The Indies First Campaign

This Saturday, November 26, is Small Business Saturday. While big box stores may sell it cheaper and online sellers more conveniently, small businesses learn what their own community needs and offer personalized service and recommendations to help customers find what they need. And after a pandemic of depersonalization, that personal touch means more than ever.

Not only that, small businesses make our communities good places, replacing the banal sameness of much of our commercial landscape with unique storefronts and signage, walkability, and in many cases, offer gathering places for local events. Small businesses preserve and renew neighborhoods, so important to the fabric of our cities.

Independent bookstores are a big part of that landscape. While Amazon shut down its own attempt to launch brick and mortar stores and is scaling back it inventories of books, independent bookselling has been growing. Indie bookstores offer unique events for every age group and often are a place where new authors get to engage, in a live space, with potential readers and where people get to hear established writers talk about their works (and of course sell signed copies!).

And so it just makes sense that part of Small Business Saturday is the Indies First Initiative, which is now in its tenth year. This is an effort of the American Booksellers Association that begins with authors, encouraging them to volunteer as guest booksellers during Small Business. And it seeks to encourage those of us who buy books to turn to our local independent booksellers for those recommendations rather than a computer algorithm. Coming at the beginning of the holiday shopping season, the booksellers are glad to help you find just the right book for that favorite someone.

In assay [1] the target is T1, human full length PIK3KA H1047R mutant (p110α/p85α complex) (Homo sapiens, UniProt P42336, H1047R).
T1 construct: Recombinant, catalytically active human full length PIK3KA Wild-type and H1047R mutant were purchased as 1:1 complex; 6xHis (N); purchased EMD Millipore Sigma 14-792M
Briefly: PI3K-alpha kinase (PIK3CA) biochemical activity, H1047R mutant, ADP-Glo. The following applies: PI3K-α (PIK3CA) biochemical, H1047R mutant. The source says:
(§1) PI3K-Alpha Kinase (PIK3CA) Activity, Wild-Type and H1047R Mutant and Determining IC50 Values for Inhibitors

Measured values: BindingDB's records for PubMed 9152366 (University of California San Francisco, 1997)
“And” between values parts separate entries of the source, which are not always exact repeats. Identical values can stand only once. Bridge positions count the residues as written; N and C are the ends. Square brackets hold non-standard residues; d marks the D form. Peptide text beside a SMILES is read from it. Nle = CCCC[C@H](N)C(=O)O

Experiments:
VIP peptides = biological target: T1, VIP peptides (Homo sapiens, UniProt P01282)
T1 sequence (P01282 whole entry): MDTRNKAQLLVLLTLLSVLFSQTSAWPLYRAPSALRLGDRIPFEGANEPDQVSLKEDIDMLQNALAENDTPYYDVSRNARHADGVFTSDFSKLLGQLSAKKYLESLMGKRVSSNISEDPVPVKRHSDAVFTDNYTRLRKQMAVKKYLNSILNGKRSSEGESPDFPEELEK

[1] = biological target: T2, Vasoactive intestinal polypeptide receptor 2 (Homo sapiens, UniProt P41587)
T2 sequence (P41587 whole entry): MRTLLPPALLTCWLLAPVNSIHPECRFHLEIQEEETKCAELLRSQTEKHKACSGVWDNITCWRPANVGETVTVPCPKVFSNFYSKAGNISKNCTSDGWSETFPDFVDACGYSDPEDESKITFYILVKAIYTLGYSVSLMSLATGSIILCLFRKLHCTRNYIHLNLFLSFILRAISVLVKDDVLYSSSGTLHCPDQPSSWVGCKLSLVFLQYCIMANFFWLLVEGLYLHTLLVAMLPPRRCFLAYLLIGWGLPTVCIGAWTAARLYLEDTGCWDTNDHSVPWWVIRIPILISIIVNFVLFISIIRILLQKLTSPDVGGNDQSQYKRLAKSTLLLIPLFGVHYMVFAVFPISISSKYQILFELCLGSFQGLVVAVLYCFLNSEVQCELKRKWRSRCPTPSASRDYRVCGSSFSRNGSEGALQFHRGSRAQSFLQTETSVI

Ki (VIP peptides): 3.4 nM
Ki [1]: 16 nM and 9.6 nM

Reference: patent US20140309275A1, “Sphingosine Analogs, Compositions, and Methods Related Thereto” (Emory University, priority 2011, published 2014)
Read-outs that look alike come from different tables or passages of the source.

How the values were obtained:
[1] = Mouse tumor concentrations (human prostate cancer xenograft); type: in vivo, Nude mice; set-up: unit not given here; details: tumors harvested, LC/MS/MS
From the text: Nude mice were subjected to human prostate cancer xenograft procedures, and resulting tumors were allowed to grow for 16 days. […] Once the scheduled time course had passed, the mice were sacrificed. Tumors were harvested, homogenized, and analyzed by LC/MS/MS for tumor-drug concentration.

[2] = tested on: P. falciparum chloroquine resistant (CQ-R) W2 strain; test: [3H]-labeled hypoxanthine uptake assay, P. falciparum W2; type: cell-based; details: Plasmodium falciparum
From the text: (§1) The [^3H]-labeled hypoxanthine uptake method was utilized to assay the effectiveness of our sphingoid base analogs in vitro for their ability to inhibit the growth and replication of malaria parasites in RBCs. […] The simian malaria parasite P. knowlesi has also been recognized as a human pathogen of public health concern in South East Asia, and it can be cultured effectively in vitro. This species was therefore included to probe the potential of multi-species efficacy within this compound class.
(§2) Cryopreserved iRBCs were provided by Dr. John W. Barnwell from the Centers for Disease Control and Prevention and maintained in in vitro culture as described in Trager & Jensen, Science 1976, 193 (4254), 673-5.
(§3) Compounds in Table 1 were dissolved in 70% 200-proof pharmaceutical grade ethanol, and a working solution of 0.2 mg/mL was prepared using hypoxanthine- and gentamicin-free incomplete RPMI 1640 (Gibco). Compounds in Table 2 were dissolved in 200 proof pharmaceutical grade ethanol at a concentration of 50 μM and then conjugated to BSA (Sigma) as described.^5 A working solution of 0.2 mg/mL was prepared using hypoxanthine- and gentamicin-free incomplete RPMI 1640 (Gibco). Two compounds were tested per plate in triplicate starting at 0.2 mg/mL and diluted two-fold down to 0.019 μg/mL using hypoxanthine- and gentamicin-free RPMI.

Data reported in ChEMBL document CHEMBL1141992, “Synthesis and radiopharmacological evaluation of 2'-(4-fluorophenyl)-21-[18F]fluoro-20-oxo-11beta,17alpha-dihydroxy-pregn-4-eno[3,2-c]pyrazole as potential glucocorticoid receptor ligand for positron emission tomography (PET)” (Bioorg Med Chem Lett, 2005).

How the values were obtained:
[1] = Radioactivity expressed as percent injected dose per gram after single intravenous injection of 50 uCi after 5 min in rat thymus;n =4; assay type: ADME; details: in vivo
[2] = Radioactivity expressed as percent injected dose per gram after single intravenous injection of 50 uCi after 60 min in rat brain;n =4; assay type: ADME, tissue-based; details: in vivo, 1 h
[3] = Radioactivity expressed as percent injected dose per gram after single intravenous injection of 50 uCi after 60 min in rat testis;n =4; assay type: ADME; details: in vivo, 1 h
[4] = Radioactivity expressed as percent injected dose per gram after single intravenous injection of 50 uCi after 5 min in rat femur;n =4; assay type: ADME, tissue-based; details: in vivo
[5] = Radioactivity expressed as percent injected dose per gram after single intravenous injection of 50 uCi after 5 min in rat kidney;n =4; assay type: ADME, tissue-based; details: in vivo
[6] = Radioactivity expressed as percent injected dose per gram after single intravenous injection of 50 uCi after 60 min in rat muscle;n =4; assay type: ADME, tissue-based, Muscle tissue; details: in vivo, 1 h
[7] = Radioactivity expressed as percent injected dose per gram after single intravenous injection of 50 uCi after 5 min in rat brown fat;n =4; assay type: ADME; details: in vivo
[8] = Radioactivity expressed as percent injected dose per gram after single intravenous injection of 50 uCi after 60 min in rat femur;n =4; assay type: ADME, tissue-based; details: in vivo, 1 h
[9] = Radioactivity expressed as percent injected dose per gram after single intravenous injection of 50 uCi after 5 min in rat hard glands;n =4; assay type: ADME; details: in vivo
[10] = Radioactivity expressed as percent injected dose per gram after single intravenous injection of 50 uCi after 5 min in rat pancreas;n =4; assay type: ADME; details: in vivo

This effort was launched by First Nations author Sherman Alexie, who came up with the idea of writers volunteering as guest booksellers and also to link to indies to sell their books online. Over the years, the effort has enjoyed the advocacy of well-known spokespeople and authors including Roxane Gay, N.K. Jemisin, Dan Rather, Jason Reynolds and Cheryl Strayed. This year’s Indies First Spokesperson is Celeste Ng, whose Our Missing Hearts was reviewed at Bob on Books this week. You can view a video where she talks about Indies First. She summed up her appeal in a recent Tweet:

This Saturday, 11/26, is #IndiesFirst. And you know what makes a great holiday present? Books! If you’re not sure WHICH book, the real live people at your local independent bookseller can give you personal recommendations! Just stop in and ask them.

Celeste Ng

The IndieBound website makes it easy to find your nearest indie bookseller. Just type in your zip code, and it can help you find your nearest store in a 10, 50, or 100 mile radius. I even discovered a few nearby stores I did not know about.